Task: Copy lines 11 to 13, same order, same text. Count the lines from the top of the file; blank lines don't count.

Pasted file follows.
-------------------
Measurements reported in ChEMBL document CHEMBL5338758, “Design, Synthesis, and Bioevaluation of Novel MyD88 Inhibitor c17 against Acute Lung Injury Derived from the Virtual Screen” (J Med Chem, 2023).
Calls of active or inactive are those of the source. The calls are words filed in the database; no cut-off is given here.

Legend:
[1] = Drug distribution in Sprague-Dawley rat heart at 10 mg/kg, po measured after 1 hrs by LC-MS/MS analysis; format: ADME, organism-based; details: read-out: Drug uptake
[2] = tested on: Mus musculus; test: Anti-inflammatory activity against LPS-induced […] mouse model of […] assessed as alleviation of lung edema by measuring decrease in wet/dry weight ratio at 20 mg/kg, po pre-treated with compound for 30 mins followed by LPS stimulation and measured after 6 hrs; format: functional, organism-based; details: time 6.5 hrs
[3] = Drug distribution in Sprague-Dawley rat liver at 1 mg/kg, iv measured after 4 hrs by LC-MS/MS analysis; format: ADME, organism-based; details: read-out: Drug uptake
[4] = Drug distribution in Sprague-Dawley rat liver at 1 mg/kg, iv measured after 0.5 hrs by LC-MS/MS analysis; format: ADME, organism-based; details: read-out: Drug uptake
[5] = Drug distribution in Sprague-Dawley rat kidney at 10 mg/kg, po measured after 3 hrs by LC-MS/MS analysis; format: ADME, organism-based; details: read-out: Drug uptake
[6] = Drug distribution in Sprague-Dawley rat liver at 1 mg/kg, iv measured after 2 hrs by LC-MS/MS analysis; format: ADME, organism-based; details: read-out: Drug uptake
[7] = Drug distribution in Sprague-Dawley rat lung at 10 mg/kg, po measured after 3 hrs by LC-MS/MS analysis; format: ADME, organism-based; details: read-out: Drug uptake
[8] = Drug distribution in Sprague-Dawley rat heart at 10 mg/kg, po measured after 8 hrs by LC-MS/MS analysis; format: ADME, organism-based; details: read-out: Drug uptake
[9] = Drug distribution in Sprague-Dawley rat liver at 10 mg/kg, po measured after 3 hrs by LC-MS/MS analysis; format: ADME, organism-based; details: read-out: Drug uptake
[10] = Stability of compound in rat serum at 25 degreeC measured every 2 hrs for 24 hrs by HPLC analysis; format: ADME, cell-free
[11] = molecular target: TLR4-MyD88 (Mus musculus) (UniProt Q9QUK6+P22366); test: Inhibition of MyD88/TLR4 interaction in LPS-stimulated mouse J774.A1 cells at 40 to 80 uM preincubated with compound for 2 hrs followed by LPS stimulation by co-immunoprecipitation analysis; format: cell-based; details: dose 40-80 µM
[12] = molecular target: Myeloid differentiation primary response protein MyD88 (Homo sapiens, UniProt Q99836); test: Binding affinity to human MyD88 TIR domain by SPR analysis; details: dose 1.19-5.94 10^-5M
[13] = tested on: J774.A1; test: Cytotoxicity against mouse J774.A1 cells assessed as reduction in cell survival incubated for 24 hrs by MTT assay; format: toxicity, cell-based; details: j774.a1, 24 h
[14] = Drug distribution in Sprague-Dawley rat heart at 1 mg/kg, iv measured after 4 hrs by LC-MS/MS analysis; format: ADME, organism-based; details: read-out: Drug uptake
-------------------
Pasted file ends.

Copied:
[8] = Drug distribution in Sprague-Dawley rat heart at 10 mg/kg, po measured after 8 hrs by LC-MS/MS analysis; format: ADME, organism-based; details: read-out: Drug uptake
[9] = Drug distribution in Sprague-Dawley rat liver at 10 mg/kg, po measured after 3 hrs by LC-MS/MS analysis; format: ADME, organism-based; details: read-out: Drug uptake
[10] = Stability of compound in rat serum at 25 degreeC measured every 2 hrs for 24 hrs by HPLC analysis; format: ADME, cell-free